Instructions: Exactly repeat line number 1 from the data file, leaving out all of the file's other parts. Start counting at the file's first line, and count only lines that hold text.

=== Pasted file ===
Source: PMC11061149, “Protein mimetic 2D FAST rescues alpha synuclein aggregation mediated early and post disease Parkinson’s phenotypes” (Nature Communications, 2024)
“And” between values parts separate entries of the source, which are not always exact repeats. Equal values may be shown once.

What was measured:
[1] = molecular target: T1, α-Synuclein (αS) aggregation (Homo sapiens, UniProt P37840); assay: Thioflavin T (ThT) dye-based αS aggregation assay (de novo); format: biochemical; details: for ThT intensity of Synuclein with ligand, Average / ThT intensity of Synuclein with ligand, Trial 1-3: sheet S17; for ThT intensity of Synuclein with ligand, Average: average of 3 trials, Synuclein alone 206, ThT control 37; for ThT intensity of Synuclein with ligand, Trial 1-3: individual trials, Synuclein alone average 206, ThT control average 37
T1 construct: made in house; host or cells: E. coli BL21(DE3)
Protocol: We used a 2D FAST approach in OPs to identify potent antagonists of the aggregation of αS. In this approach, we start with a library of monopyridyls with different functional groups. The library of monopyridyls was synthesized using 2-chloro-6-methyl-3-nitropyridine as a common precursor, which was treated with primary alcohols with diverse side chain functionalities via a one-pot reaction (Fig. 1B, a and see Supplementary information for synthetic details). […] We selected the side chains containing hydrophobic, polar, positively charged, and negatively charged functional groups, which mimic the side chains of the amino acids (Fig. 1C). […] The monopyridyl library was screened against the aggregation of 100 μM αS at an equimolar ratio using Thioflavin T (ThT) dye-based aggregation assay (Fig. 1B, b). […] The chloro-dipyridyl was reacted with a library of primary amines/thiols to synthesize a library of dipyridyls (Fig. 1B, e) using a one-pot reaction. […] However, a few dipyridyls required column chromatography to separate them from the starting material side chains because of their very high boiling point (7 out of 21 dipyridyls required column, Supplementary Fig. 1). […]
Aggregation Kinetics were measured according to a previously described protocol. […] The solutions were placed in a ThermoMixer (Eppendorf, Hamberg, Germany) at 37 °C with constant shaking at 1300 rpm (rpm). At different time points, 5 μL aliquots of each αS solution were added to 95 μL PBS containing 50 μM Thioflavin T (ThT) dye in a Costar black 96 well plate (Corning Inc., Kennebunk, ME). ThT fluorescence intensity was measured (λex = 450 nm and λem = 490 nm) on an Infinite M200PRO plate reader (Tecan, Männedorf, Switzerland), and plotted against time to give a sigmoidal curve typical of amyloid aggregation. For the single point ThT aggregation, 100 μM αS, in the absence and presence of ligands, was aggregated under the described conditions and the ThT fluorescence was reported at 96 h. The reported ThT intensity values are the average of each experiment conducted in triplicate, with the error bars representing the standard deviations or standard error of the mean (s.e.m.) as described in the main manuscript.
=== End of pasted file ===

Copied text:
Source: PMC11061149, “Protein mimetic 2D FAST rescues alpha synuclein aggregation mediated early and post disease Parkinson’s phenotypes” (Nature Communications, 2024)